The cost of Christ­mas lights

The Denver Post - - LIFE&CULTURE - By Ta­mara Chuang

The monthly elec­tric bill says it all: You can pay $13.65 a month to have col­or­ful strands of Christ­mas lights out­lin­ing your home’s rooftop, or you can pay 22 cents.

That’s the typ­i­cal cost dif­fer­ence be­tween pow­er­ing five strands of old-fash­ioned in­can­des­cent hol­i­day light bulbs and the same num­ber of LED lights, ac­cord­ing to Xcel En­ergy Colorado.

But switch­ing to the more en­ergy-ef­fi­cient LED lights isn’t a com­plete no brainer. The cost of LEDs are still higher than reg­u­lar bulbs, and Christ­mas LED light prices haven’t fallen as dra­mat­i­cally as LED light bulbs for ev­ery­day uses. The price of LED bulbs — the type you might have in a desk lamp or over­head light in your home — fell 28 to 32 per­cent a year be­tween 2011 and 2015, ac­cord­ing to a re­search re­port by Lawrence Berke­ley Na­tional Lab­o­ra­tory. (The lab didn’t study Christ­mas lights.)

“The prices have pretty much held steady be­cause man­u­fac­tur­ing the LED

bulbs (for Christ­mas lights) is still a spe­cialty and ex­pen­sive,” said Shel­lie Gard­ner, co-owner of Christ­mas Light Source in Dal­las. “A reg­u­lar C9 bulb is 26 cents, but if you were to get a C9 in LED in warm white, it’s $1.42.”

But LEDs will save you money in the long run, be­cause of the elec­tric­ity bill. They con­sume 80 per­cent less en­ergy than in­can­des­cent lights and tend to last 25 times longer, ac­cord­ing to the U.S. De­part­ment of En­ergy.

Of course, Gard­ner adds, “light strings are sus­cep­ti­ble to weather so there’s no guar­an­tee that LED lights will last longer. And if a squir­rel eats through a string of LED lights, it will fail as fast as glass lights.” The en­ergy cost of Christ­mas lights

The typ­i­cal Xcel cus­tomer in Colorado uses 632 kilo­watts and has a monthly util­ity bill of $77.45 in De­cem­ber. Adding five strands of Christ­mas lights adds this to the bill: • $13.65 five sets of 25 in­can­des­cent C9 bulbs • 22 cents for five 25-bulb C9 LED strands • $3.10 for five 100-bulb strands of in­can­des­cent mini lights • 60 cents for five 100-bulb strands of LED mini lights Source: Xcel En­ergy How to cal­cu­late the en­ergy cost

Just know­ing the elec­tri­cal rat­ing (watts) can help clue you in on the cost of a strand of lights. Here are the steps to cal­cu­late your own. As an ex­am­ple, we’ll take the Philips 100 mul­ti­color in­can­des­cent mini-lights — which use 19.2 watts — through the cal­cu­la­tion. 1. Find out how many watts the lights use = 19.2 watts 2. Mul­ti­ply by 0.001 to find kilo­watt-hour = 0.0192 3. Mul­ti­ply by 5, an es­ti­mate of how many hours a day the lights will be on = 0.096 4. Mul­ti­ply by 30, an es­ti­mate of days per month the lights are on = 2.88 5. Mul­ti­ply by 10.7 cents, Xcel En­ergy’s “all-in cost,” which in­cludes the com­mod­ity price, rid­ers and fixed charges = 30.8 cents 6. Mul­ti­ply by num­ber of strands: 5 strands x 31 cents = $1.55 per month Source: Xcel En­ergy, Den­ver Post re­search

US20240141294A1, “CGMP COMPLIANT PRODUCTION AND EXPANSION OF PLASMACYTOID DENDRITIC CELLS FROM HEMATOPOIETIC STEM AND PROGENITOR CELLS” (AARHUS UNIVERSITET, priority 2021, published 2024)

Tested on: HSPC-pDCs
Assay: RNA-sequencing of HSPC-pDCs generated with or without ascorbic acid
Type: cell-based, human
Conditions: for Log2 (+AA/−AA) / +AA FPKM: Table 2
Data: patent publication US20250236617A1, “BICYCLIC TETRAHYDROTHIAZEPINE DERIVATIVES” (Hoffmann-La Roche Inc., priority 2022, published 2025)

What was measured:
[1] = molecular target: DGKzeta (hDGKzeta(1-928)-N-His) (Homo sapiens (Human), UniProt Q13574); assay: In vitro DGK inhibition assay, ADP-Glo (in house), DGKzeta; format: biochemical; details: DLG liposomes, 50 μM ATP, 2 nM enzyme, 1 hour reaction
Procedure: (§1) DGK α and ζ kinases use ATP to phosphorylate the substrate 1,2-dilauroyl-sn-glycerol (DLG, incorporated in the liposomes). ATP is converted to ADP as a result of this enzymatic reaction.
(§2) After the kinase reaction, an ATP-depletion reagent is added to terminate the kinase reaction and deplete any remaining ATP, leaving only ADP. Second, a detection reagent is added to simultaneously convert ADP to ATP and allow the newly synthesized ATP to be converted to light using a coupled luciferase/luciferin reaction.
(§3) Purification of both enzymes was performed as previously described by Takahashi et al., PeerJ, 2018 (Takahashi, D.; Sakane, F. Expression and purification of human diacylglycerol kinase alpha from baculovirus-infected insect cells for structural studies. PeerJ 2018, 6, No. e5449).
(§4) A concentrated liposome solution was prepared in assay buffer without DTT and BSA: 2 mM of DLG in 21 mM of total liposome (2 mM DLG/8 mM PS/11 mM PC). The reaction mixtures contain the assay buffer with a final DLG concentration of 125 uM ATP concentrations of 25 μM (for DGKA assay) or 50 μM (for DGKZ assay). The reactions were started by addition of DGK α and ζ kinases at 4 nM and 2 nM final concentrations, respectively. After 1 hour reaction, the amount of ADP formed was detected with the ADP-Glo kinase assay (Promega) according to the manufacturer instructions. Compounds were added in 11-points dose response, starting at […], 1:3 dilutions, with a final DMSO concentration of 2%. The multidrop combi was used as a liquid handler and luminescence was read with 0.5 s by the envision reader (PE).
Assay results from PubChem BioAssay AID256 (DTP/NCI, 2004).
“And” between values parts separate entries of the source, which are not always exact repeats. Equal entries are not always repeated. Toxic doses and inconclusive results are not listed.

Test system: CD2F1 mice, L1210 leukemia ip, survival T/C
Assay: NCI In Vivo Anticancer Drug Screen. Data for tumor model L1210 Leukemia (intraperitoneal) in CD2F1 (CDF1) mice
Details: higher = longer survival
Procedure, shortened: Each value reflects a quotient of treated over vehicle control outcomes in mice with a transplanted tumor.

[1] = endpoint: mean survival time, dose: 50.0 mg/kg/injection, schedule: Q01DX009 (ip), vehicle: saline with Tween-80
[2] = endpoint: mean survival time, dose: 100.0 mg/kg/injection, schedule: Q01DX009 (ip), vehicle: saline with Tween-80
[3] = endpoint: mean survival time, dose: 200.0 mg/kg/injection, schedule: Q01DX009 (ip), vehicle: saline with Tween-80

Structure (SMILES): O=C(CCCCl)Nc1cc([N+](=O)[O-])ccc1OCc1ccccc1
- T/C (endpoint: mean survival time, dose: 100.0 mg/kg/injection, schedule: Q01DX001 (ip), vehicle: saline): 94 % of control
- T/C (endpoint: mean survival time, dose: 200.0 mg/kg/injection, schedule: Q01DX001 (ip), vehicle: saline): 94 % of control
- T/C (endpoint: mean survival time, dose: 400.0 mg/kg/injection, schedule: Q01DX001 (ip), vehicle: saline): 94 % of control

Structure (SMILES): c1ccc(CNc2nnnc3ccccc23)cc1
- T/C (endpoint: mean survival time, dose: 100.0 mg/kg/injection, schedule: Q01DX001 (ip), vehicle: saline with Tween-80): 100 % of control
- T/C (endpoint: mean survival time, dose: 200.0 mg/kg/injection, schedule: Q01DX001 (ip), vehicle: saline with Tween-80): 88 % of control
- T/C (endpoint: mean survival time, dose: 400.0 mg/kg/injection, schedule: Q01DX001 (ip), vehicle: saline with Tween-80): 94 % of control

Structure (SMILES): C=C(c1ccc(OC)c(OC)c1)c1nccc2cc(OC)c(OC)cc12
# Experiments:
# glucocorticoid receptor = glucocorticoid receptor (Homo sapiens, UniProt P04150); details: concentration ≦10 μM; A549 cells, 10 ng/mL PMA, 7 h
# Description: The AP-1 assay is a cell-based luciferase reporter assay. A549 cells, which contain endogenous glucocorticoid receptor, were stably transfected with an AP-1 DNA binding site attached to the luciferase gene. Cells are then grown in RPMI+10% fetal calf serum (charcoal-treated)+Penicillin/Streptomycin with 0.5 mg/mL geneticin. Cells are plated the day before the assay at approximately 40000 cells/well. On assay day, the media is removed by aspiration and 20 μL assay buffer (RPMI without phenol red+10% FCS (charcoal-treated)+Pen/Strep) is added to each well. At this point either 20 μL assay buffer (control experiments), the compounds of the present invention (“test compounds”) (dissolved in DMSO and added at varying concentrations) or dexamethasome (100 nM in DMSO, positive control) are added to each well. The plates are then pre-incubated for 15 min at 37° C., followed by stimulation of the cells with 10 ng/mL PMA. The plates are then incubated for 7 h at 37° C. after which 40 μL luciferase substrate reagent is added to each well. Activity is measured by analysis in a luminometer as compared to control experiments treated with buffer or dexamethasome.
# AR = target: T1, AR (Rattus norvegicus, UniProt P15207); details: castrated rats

Need some help? Use The Den­ver Post’s handy hol­i­day-lights en­ergy cal­cu­la­tor and plug in your strands of Christ­mas lights. Find it at dpo.st/ xmaslights. The cost of Christ­mas lights

Non-LED Christ­mas lights are be­com­ing harder to find. But we found some at Tar­get so we did our best to find sim­i­lar prod­ucts to show a price com­par­i­son. Note that the num­ber of bulbs per prod­uct are dif­fer­ent. • $7.49, Won­der­shop 25bulb in­can­des­cent C9 mul­ti­col­ored • $11.99, Philips 25-bulb LED C9 mul­ti­col­ored • $4.99, Philips 100 min­i­mul­ti­col­ored in­can­des­cent string • $11.99, Philips 60-count mini-mul­ti­col­ored LED

• $19.99, Philips 50 mini mul­ti­col­ored LED so­lar Source: Tar­get What’s new-ish in Christ­mas lights

Laser lights: The quick­est way to add hol­i­day light­ing are laser lights, which are staked in the ground and cast a wall of lights on a house, tree or other ob­ject. Gold­en­based In­fin­ity Laser Lights says its $145 Qu­a­tro Laser Light, a two-piece light that cov­ers up to 6,000 feet, uses about 5 watts, said Dan Kennedy, with In­fin­ity.

In­ter­net-of-things lights: Con­nected Christ­mas lights are all the range in the DIY tech com­mu­nity. Sites like Cheerlights.com and In­structa­bles of­fer tips on how to get your lights to re­spond to voice or Twit­ter com­mands to change col­ors or even pro­gram lights into a pat­tern based on the Net­flix hit “Stranger Things,” where a mother com­mu­ni­cates with her lost son us­ing let­ters and lights.

So­lar lights: Don’t mess with power out­lets or pay any en­ergy costs with so­lar-pow­ered Christ­mas lights, which are widely avail­able on­line at stores like Ama­zon. At Tar­get, a strand of 50 so­lar-pow­ered, mul­ti­col­ored mini lights is $19.99. Where to re­cy­cle old lights

Home De­pot no longer ac­cepts old Christ­mas lights but search­ing on­line shows a hand­ful of places that ac­cept old lights for a fee or ex­change.

• Golden Re­cy­cling in Golden takes old Christ­mas lights — even bro­ken ones — for a fee. See its site for de­tails: gold­en­re­cy­cling.org/christ­maslights.html

• Christ­mas Light Source in Texas also ac­cepts old and bro­ken Christ­mas lights in ex­change for a dis­count on a fu­ture lights or­der. De­tails at dpo.st/xmaslight­strade.

Mod­ern LED Christ­mas lights are eas­ier on monthly en­ergy bills but still cost more to buy. Thinkstock by Getty Images

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